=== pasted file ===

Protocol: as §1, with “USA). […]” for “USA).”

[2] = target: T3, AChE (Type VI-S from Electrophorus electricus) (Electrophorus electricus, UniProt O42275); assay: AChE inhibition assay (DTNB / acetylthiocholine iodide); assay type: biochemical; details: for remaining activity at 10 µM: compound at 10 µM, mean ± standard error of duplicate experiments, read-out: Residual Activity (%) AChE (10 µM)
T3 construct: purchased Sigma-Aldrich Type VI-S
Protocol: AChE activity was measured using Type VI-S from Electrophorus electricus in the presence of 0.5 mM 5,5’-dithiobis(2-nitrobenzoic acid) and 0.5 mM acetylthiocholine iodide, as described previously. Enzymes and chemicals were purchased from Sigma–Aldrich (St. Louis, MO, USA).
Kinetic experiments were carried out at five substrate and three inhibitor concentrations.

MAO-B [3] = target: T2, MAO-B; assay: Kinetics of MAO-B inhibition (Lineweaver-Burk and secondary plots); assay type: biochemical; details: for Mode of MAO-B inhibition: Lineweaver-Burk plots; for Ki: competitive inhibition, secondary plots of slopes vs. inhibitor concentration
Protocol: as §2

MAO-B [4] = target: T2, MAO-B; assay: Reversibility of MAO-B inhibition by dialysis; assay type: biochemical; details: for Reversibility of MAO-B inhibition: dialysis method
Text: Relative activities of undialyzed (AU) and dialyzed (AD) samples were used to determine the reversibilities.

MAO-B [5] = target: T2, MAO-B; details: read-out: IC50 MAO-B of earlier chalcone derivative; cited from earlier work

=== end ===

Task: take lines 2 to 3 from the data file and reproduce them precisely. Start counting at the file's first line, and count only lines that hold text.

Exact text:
[2] = target: T3, AChE (Type VI-S from Electrophorus electricus) (Electrophorus electricus, UniProt O42275); assay: AChE inhibition assay (DTNB / acetylthiocholine iodide); assay type: biochemical; details: for remaining activity at 10 µM: compound at 10 µM, mean ± standard error of duplicate experiments, read-out: Residual Activity (%) AChE (10 µM)
T3 construct: purchased Sigma-Aldrich Type VI-S